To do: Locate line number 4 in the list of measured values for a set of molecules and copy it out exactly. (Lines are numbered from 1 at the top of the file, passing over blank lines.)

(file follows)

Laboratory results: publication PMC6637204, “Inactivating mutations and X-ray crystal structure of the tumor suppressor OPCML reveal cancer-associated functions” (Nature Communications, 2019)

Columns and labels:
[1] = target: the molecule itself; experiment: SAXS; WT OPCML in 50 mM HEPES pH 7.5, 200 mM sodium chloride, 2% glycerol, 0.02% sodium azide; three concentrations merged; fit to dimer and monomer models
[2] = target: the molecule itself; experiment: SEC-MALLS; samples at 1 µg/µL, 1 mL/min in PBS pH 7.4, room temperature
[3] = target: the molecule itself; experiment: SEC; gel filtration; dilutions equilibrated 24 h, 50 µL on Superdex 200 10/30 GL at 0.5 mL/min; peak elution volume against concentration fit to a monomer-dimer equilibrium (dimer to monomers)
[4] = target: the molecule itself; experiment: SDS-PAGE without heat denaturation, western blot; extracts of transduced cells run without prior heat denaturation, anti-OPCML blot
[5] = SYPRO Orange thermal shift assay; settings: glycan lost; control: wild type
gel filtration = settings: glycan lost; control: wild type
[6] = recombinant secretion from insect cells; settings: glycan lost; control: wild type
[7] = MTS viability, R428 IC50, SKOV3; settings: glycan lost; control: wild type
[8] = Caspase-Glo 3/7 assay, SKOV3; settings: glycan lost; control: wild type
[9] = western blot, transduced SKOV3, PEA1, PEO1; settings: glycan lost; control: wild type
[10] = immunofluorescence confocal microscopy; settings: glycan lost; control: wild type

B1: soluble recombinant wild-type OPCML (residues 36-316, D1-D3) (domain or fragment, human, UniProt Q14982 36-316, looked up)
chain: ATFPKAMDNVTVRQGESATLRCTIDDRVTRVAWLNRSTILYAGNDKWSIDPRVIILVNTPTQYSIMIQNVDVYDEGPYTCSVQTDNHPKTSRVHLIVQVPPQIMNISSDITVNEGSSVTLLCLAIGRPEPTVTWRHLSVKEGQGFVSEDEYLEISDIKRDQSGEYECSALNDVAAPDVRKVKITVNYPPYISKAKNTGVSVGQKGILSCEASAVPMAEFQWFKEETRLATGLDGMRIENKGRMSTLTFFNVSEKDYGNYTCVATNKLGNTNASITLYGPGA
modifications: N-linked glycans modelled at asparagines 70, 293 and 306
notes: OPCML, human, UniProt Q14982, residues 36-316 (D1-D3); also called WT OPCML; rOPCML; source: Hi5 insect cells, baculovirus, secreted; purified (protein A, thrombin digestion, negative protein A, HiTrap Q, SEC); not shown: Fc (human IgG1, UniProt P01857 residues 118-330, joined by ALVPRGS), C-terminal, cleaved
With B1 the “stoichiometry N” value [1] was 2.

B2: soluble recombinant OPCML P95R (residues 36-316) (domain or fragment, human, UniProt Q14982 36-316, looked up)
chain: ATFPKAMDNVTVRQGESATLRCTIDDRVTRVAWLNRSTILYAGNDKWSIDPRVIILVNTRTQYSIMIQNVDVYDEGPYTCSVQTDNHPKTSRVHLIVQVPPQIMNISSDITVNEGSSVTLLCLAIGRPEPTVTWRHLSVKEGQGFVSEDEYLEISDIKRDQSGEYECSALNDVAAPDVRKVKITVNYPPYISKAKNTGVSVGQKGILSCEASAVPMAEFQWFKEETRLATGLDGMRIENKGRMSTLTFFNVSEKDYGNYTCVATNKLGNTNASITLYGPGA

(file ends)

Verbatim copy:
[2] = target: the molecule itself; experiment: SEC-MALLS; samples at 1 µg/µL, 1 mL/min in PBS pH 7.4, room temperature